LONDON–(BUSINESS WIRE)–The new Samsung Galaxy S8 equipped with 64 gigabytes (GB) of NAND flash
memory carries a bill of materials (BOM) cost that comes out to
US$301.60, much higher than for previous versions of the company’s
smartphones, according to a preliminary estimate from IHS Markit
(Nasdaq: INFO), a world leader in critical information, analytics and
After $5.90 in basic manufacturing costs are added, Samsung’s total cost
to make the Galaxy S8 rises to $307.50; the unsubsidized price for a
64GB Galaxy S8 starts at around $720. The preliminary estimated total at
this point is $43.34 higher than that of the Galaxy S7 previously
performed by IHS Markit, and is $36.29 higher than the total build cost
of the Galaxy S7 Edge, considered a better comparison to the Galaxy S8.
IHS Markit has not yet performed a teardown analysis on the larger
Galaxy S8 Plus.
“The higher total BOM costs for the Galaxy S8 seem to be part of a trend
that reflects something of an arms race in features among Apple, Samsung
and other phone manufacturers, as they all try to add new and
distinguishing hardware features,” said Andrew
Rassweiler, senior director of cost benchmarking services for IHS Markit.
“While there are new non-hardware features in the Galaxy S8, such as a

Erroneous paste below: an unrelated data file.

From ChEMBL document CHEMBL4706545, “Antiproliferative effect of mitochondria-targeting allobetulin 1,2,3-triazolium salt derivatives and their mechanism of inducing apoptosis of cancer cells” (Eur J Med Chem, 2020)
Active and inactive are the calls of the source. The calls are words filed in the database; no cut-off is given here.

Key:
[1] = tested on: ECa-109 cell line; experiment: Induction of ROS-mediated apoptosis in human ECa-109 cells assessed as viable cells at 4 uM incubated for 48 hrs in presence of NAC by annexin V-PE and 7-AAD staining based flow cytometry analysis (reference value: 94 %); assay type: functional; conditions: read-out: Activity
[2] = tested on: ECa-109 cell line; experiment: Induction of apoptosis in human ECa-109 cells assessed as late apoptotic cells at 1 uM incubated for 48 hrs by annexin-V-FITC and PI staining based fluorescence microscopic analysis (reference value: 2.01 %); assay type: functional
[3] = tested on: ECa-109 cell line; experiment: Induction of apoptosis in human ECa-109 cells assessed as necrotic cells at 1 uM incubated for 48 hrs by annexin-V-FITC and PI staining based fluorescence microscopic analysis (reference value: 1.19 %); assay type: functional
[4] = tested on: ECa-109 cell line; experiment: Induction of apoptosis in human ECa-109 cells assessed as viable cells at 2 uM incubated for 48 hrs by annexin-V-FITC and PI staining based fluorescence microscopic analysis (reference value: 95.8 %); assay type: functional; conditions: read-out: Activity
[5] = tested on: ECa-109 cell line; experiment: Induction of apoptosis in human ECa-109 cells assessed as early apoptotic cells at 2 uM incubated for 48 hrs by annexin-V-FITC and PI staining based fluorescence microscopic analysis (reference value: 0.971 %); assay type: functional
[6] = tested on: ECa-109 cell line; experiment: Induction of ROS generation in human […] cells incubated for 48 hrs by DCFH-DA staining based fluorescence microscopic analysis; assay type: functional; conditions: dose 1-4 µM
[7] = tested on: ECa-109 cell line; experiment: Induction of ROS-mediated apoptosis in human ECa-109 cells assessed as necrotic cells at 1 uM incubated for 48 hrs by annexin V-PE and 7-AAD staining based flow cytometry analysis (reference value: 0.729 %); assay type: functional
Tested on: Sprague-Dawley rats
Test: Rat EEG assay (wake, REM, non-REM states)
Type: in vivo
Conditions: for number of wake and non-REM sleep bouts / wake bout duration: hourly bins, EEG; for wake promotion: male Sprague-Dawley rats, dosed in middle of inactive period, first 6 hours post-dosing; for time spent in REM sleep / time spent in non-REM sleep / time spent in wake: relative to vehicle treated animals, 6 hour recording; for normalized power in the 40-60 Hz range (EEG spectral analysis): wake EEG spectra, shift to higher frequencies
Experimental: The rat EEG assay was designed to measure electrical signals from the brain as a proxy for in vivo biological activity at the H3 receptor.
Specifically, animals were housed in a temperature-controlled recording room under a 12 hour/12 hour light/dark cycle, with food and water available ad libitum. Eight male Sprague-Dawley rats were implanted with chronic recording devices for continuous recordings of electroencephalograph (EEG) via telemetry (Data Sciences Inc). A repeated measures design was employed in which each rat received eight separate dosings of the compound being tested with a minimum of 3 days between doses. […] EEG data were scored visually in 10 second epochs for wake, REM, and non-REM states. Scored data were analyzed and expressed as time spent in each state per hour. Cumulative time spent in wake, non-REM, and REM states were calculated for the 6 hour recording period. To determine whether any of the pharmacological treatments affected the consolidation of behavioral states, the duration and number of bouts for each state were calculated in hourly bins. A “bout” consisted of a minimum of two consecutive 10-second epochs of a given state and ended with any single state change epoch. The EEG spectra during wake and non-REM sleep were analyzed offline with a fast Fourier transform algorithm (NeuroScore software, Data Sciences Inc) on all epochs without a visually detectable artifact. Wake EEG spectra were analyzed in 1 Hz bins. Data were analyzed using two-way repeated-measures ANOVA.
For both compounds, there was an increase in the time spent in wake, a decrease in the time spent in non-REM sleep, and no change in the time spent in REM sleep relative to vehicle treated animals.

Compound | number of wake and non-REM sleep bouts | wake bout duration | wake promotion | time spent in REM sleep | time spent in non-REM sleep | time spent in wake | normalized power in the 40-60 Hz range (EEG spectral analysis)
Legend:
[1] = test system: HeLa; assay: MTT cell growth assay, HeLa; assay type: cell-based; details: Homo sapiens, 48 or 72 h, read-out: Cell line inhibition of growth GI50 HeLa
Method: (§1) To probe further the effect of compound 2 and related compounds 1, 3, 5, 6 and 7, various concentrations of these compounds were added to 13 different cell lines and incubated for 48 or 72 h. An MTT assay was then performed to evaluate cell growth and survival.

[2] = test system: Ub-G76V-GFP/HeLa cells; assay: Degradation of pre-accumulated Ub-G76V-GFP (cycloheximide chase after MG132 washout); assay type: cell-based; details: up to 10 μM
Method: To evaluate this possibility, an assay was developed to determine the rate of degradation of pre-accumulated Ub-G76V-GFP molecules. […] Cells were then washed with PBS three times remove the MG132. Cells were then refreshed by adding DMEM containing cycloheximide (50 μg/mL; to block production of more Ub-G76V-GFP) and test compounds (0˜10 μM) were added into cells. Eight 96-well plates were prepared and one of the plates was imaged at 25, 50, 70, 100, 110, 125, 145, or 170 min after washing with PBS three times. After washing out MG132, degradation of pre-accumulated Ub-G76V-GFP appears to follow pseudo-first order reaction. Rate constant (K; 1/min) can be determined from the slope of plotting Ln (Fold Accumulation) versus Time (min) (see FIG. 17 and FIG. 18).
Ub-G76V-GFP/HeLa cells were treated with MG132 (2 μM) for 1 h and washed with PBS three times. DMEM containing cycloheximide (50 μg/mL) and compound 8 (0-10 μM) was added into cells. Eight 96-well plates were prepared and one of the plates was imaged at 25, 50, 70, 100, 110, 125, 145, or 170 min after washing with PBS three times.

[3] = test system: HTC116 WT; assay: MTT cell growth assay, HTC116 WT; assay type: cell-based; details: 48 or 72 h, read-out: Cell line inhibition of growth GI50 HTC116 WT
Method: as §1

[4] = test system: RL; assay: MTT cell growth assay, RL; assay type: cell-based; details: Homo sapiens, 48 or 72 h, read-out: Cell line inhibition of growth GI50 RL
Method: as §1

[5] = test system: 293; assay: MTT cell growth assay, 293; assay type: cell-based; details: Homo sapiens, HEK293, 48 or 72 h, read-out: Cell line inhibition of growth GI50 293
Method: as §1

virtual assistant called Bixby, from a teardown perspective the hardware
in the Galaxy S8 and that of the forthcoming new iPhone is expected to
be very similar.”
The introduction of the Galaxy S8 comes at a delicate time for the
embattled South Korean electronics giant, which is eager to put behind
the challenges associated with the Galaxy Note 7, whose exploding
batteries prompted a worldwide recall.
The latest salvo from Samsung shows how it’s keen to regain consumer
confidence and attain leadership in the smartphone landscape, a nearly
saturated but still highly competitive space that remains key to
retaining subscriber loyalties and winning new converts.
First smartphone capable of gigabit-LTE speeds
Both the Galaxy S8 and S8 Plus feature a 10-nanometer (nm)
system-on-chip (SoC) along with CAT-16 LTE modem and radio. The CDMA
version of the S8, intended for use in the United States as well as in
China, will feature the Snapdragon 835 chipset from San Diego-based
Qualcomm. In comparison, a version of the phone featuring Samsung’s
homegrown Exynos 8895 chipset will be used for the rest of the world.
The CAT-16 LTE radio allows the new Galaxy phone to aggregate three
carriers of up to 20 megahertz each. Combined with 4×4 MIMO antennas and
higher-order modulation of 256 QAM, the LTE modem is capable of reaching